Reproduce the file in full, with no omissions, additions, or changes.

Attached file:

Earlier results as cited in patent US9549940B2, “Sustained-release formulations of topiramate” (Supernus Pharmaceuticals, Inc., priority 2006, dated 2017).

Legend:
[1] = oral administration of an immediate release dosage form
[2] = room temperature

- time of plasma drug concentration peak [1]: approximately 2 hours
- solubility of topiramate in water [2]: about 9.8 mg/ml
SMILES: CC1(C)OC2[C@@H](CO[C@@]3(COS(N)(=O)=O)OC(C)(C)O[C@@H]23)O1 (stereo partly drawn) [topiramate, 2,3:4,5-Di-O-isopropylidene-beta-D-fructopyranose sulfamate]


Earlier results as cited in patent US9549940B2, “Sustained-release formulations of topiramate” (Supernus Pharmaceuticals, Inc., priority 2006, dated 2017).

Legend:
[1] = oral administration of an immediate release dosage form
[2] = room temperature

- time of plasma drug concentration peak [1]: approximately 2 hours
- solubility of topiramate in water [2]: about 9.8 mg/ml
SMILES: CC1(C)OC2[C@@H](CO[C@@]3(COS(N)(=O)=O)OC(C)(C)O[C@@H]23)O1 (stereo partly drawn) [topiramate, 2,3:4,5-Di-O-isopropylidene-beta-D-fructopyranose sulfamate]